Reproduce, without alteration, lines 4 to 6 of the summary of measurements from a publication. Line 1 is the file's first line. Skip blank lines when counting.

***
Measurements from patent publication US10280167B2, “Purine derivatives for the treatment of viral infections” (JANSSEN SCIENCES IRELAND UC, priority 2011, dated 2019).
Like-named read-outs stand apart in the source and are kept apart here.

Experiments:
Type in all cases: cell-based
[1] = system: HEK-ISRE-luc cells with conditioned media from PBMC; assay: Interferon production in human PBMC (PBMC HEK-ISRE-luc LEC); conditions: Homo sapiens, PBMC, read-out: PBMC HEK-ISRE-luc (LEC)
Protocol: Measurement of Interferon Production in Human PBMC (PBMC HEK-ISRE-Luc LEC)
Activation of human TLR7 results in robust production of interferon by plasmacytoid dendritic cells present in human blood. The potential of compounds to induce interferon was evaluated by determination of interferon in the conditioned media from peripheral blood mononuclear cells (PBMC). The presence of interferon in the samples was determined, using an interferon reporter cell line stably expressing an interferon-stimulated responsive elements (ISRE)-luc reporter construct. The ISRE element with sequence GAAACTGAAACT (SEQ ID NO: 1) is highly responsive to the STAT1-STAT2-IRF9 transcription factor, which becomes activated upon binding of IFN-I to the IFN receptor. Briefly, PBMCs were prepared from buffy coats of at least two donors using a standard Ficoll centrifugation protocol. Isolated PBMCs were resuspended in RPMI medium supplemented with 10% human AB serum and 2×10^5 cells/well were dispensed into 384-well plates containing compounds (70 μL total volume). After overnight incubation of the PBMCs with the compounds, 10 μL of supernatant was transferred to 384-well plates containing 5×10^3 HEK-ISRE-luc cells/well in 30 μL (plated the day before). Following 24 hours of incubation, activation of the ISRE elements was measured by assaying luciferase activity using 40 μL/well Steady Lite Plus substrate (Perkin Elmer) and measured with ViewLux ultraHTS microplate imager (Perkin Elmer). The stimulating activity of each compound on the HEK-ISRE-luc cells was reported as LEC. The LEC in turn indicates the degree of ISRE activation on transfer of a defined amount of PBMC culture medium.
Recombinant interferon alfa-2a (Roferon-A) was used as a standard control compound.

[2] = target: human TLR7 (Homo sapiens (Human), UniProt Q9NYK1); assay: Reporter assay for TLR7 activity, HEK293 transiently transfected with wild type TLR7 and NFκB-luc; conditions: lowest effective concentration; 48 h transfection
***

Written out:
Type in all cases: cell-based
[1] = system: HEK-ISRE-luc cells with conditioned media from PBMC; assay: Interferon production in human PBMC (PBMC HEK-ISRE-luc LEC); conditions: Homo sapiens, PBMC, read-out: PBMC HEK-ISRE-luc (LEC)
Protocol: Measurement of Interferon Production in Human PBMC (PBMC HEK-ISRE-Luc LEC)